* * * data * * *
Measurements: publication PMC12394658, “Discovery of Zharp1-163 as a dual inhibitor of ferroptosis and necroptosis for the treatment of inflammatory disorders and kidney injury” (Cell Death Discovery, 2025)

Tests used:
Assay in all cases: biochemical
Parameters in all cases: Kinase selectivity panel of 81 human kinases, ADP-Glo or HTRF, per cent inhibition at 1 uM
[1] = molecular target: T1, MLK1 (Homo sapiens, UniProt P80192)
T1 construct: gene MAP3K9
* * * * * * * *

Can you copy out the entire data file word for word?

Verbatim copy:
Measurements: publication PMC12394658, “Discovery of Zharp1-163 as a dual inhibitor of ferroptosis and necroptosis for the treatment of inflammatory disorders and kidney injury” (Cell Death Discovery, 2025)

Tests used:
Assay in all cases: biochemical
Parameters in all cases: Kinase selectivity panel of 81 human kinases, ADP-Glo or HTRF, per cent inhibition at 1 uM
[1] = molecular target: T1, MLK1 (Homo sapiens, UniProt P80192)
T1 construct: gene MAP3K9